The XO Condos Instagram account represents its desired resident in an even less discrete fashion. White bearded men, artisanal coffee, a forearm with a large XO tattoo and other familiar representations of “millennial hipsters” populate the development’s profile. Another category of themed photos on the account are images of other international metropolitan streetscapes- a street corner in the Ukraine, a shopping alley in Korea, a streetcar in China—all with embedded XO advertising. Perhaps this is a nod to the transnational citizenship of the desired creative class resident, or an articulation that in the essentialized myth of the urbane spread by XO Condos, the location of the development does not matter.

Producing Space and Lifestyle through Language  

The language used across XO’s digital marketing explicitly articulates the type of resident the condo is looking for: young, educated and wealthy. One caption reads “Located in the heart of Toronto’s most dynamic, up and coming neighbourhoods, XO Condos is ideal for young professionals and families...” In boasting about the neighborhood surrounding the condo, a statement on the website reads, “Shrewd urban residents troop to the Liberty Village neighbourhood for numerous reasons. This historic downtown locality...has a wonderful nightlife and a vibrant environment which caters for the lifestyle of its residents” (“XO Condos”).

Hashtags used in Instagram posts further describe the lifestyle put forward by XO,  #kingwest, #libertyvillage, #torontoentertainment, #condolife, #investmentproperty, #modernliving, #torontoluxury. Searching these hashtags offers one of the most succinct representations of who this marketing aims to attract and the lifestyle produced by the condo. These feeds are flooded with well-dressed, primarily white couples and business professionals in luxe interiors, trendy restaurants or looking out onto the rest of the city from their condo balcony.

The XO’s digital marketing actively avoids stating that the development is located in Parkdale. Parkdale, which is economically and ethnically diverse, has had a lingering negative reputation due to stereotypes surrounding low income and immigrant neighbourhoods. Although phrases like “eclectic urbanism” and “colourful creativity” are used to allude to the Parkdale neighbourhood, the Condo clearly prefers to identify with its Liberty Village and King West neighbours. Across the development’s website and social media, the location of the condo is stated to be in King West, Liberty Village or in its own entirely invented neighbourhood, KingXDufferin.

On the “Neighbourhood” page of XO’s website, a map is shown with concentric rings surrounding the condo’s location. The kilometer distances on this map are completely inaccurate, claiming XO  is closer to parks in entirely different neighborhoods than it is to Parkdale. The condo is actually situated in the heart of Little Tibet, an enclave of the Parkdale neighbourhood. This thriving neighbourhood is not mentioned anywhere on the website. Instead, this page highlights the shopping districts of Queen Street, the tech businesses in Liberty Village and upscale dining as far as Spadina Avenue (“Neighbourhood”).

Both the language and imagery used in XO Condos digital marketing attempt to erase the history and community of Parkdale. By framing multicultural neighbourhoods as “eclectic urban amenities”, XO Condos decontextualizes the history and lived experiences of the populations responsible for the “authentic street culture.” XO appropriates and obscures the neighbourhood's history of poverty and immigration, and puts forward an aestheticized version of “urban grit,” capitalizing on less controversial and easier to consume anecdotes while displacing the neighbourhood's marginalized communities.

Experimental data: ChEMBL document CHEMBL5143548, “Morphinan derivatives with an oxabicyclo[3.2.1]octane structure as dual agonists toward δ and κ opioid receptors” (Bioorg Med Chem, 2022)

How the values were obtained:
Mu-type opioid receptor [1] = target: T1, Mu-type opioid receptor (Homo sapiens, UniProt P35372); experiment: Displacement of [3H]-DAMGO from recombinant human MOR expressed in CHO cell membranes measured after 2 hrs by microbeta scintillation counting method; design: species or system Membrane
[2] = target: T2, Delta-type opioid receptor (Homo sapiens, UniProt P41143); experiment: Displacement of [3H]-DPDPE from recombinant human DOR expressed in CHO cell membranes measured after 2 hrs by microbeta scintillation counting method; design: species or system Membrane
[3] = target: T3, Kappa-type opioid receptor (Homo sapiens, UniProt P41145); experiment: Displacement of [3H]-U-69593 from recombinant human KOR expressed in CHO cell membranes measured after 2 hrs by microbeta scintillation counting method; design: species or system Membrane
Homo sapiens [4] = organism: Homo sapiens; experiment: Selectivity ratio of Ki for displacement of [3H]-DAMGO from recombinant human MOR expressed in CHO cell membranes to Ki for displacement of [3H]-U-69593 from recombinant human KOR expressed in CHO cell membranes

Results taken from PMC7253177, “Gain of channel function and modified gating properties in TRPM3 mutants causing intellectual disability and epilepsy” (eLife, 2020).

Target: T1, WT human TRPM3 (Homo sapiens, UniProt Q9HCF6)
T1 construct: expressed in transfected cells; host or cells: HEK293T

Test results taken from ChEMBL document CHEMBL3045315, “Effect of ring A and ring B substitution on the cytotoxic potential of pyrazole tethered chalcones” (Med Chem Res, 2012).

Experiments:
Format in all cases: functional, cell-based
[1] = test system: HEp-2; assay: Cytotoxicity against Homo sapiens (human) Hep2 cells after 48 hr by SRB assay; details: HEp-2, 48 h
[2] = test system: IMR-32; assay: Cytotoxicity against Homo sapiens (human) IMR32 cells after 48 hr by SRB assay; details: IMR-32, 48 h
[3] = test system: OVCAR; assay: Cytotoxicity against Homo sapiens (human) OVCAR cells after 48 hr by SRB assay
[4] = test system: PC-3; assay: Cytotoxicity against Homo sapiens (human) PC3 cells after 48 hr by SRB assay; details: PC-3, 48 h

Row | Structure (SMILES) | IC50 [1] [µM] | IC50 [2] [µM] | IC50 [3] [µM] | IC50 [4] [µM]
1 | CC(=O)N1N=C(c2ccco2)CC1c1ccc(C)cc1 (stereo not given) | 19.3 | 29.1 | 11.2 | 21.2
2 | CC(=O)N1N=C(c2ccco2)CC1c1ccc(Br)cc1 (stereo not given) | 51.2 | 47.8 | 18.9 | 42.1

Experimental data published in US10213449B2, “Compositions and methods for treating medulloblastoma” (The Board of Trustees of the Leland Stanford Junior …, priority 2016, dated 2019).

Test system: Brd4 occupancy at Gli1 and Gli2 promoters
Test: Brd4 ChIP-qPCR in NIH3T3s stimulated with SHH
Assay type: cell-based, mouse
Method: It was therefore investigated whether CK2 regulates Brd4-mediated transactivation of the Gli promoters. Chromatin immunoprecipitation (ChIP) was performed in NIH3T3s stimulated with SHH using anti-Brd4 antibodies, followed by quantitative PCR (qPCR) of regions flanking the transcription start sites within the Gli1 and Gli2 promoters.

Creating an Insular Urban Community

XO Condos further distances itself from the perceived unsavory aspects of urban life through its physical self-containment. The condo has integrated an exhaustive list of amenities accessible to the buildings residents. The most chilling of these stowed away amenities is the condo’s Kids’ Zone. On the “Amenities” page of the XO website, the Kids’ Zone is positioned to:

Encourage their imagination, and help them socialize with other children in the community...this valuable amenity brings all the summer fun of a park, indoors right in your building for year-round activities. (“Amenities”)

This private play area keeps children living in the condo separate from the racialized and lower-income children in the wider neighbourhood.  

The full list of amenities that will be available within XO Condos include a Kids’ Zone, Lounge and Dining Room, Spin Room, Think Tank, Outdoor Terrace, Fitness Facilities, Yoga Studio, Outdoor Yoga Spa, BBQ Terrace, and Entertainment and Gaming Lounge (“Amenities”). These privatized “shared” amenities create an insular community much like a suburb. While XO Condo residents may venture outward to “explore” the amenities provided by the neighbourhood, much of their work, home, and recreational lives can be lived out within the “safety” of their tower walls. The XO Condo dweller is guaranteed the ability to live in the heart of the city without ever leaving the feeling and sentiments of suburbia.  


As this paper outlines, Condo developments contribute to socio-spatial segregation in urban environments by creating compartmentalized lifestyles that maintain physical and ideological distance from the urban life below them. The contained “community” resources accessible only to residents and the manufacturing of new spatial identities actively excludes the existing neighbourhoods where condos are placed. Boutique condos like XO make palpable how classism and racism manifest spatially and how spatial narratives can be used to oppress marginalized communities. What you see in the production of condo developments is a series of centrally located micro-suburbia’s that both praise their proximity to urban amenities and emphasize their safe distance away from city life. The disjuncture between the vices of the city and the virtues of the suburb continue to shape socio-spatial narratives and urban form.

Schylar van den Helm

Schylar is finishing her degree in the Industrial Design program at OCAD. Her interests and favourite writing topics include architecture, urban planning and popular culture. She is currently the Co-Editor of WHOIS Journal, a publication about the internet, a place she spends a lot of her time. 

Works Cited & Consulted